Category: Etiquette

Max’s Restaurant, Bon Voyage To Marilou

Max’s Restaurant, Bon Voyage To Marilou

After 3 weeks, Marilou is going back to Los Angeles, California tomorrow!

And as such, we had a family celebration at Max’s Restaurant in Malate, nearby Aristocrat.

Though we remembered our Mother dearly, the reason why we are here in the Philippines,  Marilou and I as well as Peter that is, the dinner at Max was also fun, filled with laughter and food galore.

The family were in full force.  There were Jon (my youngest brother), Alma (his wife), Ella May (their eldest), Michael (their middle child) and Jomari, their youngest.  Our lovely Dayday was also there, Marilou, Myself and Peter, are of course in attendance too.  We were missing our other brother, William, but his situation can’t be helped at the moment.

Anyway, we had a really sumptuous meal.  We had a starter of Lumpiang Sariwa (fresh lumpia) made from finely chopped ubod, garlic, lettuce with sweetened sauce.

For mains, we had deep fried bangus with vinegar dip ( I must say their vinegar is really potent, it was so sour if almost blew my sinuses away), there was roasted crackling of loin pork with lechon-like sauce, there was sinigang na hipon (large shrimps in sour tamarind base soup), there was also kare-kare with a complementary shrimp bagoong. And of course, we had Max’s signature dish, their own recipe of roasted chicken.

There where so much to eat that we were all struggling in the end only to be given a dainty glass full of emerald-like jelly and tapioca/sago called buco pandan pudding.

These were all washed off with glasses of delectable pineapple juice and gallons of iced-water.

I can’t fault Max in anyway, the food was truly good and the service was exemplary.

I supposed, it comes from experience.  It all started in 1945, when Maximo Gimenez, a teacher, started serving chicken and drinks to American troops he befriended stationed near Quezon City.  Maximo’s niece, Ruby, more fondly known as Nanay Ruby was part of the making of the brand according to a caption on a picture proudly displayed in their restaurant.  She created the now famous Max’ chicken, which is tender and juicy in the inside but crispy outside.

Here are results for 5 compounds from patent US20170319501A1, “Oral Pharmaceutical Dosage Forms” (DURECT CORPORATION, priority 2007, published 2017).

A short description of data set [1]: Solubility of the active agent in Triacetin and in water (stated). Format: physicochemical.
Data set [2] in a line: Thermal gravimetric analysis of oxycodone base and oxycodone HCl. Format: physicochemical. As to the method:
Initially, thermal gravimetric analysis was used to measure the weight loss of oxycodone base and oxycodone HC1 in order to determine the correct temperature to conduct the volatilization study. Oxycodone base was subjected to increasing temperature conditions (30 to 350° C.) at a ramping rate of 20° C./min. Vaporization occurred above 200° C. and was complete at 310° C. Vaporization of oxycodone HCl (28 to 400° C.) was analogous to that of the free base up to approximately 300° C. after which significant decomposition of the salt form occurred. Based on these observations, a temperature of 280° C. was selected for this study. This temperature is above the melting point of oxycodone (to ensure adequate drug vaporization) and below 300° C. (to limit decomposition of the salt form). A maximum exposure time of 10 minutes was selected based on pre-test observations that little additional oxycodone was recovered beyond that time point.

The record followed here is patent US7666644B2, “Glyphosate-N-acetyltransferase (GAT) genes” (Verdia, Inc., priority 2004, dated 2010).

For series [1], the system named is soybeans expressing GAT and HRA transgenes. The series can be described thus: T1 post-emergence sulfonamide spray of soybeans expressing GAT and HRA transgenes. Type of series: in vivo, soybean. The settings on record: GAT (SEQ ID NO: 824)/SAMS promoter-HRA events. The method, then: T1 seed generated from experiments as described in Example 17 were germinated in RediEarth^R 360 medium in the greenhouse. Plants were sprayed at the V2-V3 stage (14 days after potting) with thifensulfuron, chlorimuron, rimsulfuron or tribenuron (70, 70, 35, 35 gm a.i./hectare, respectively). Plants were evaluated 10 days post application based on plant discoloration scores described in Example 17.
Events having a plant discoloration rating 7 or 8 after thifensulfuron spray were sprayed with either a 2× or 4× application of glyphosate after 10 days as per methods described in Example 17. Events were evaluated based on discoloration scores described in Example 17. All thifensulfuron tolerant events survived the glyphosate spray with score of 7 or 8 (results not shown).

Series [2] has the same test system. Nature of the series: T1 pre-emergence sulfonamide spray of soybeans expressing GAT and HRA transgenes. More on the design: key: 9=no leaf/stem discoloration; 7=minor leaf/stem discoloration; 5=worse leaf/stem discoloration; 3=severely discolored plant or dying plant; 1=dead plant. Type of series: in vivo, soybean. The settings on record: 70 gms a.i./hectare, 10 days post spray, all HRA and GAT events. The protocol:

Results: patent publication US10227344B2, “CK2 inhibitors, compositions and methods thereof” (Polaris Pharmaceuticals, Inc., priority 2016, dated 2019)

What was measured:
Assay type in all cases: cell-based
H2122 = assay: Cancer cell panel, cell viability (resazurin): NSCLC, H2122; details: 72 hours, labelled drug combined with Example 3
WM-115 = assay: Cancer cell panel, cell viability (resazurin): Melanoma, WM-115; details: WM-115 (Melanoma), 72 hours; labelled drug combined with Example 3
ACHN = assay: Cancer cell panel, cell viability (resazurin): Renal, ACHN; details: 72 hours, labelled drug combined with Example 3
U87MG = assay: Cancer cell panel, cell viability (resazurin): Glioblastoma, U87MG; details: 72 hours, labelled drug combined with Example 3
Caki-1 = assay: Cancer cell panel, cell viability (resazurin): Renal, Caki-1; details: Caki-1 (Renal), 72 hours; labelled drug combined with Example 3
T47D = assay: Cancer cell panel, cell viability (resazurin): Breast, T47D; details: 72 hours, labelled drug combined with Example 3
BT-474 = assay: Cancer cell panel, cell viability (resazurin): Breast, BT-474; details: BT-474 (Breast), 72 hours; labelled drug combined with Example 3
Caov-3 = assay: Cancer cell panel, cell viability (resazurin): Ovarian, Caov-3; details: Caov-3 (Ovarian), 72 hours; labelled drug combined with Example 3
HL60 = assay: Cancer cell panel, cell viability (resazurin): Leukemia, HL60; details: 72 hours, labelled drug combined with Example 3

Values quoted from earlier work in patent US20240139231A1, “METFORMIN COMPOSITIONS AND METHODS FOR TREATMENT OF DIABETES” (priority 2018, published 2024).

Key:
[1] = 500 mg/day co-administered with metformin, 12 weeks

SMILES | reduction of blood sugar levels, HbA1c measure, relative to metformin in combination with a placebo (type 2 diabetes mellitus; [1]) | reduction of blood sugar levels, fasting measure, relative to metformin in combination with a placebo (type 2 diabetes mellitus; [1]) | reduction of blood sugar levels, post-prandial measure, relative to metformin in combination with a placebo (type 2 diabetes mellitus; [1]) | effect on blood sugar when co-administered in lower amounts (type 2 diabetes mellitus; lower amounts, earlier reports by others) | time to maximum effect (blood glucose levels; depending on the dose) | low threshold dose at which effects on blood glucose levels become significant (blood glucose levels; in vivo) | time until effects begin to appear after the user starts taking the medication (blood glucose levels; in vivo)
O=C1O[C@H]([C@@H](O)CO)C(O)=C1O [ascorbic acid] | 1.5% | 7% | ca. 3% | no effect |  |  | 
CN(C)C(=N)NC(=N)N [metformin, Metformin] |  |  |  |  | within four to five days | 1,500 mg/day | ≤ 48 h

The dinner celebration is a fitting homage to a wonderful, beautiful sister.  This is not goodbye but an au revoir, Marilou.  We will see each other again soon.

Be safe in your trip back home!

Our love from us all.

Toilet Queueing – Filipino Style

Harrison Plaza Comfort Rooms, Photo by JMorton

Cultural Center of the Philippines Ladies, Photo by JMorton

Toilet Queueing – Filipino Style

We were shopping at Tutuban Centre and Divisoria today, when we had to use the toilet.  Toilet in the Philippines is more popularly known as CR, short for Comfort Room.

Though there were plenty of women waiting for a vacant cubicle, like everyday anywhere else in the world, I noticed the queuing system is different from the process practised by the queue-loving people of the United Kingdom 🙂 , who hate queue jumpers and disorderly lines.

In the Philippines, the queue is not a single line like in the UK, where you don’t get to choose which toilet to go to but what is available after those ahead of you are finished.

Today, I noticed that you form a line in front of the toilet of your choice.

Without knowing this at first, I almost blurted out that I was there first and not to queue-jump.  Thankfully, I noticed what was happening immediately, otherwise I may have been lynched by bladder-bursting compatriots 🙂 🙂 🙂


Toilets at the Cultural Center of the Philippines was the most beautiful and cleanest I have been to in the Manila.

Mano Po, Filipino Tradition

Mano po,

Mano Po, Filipino Tradition

Mano po is a traditional show of respect and greetings to elders.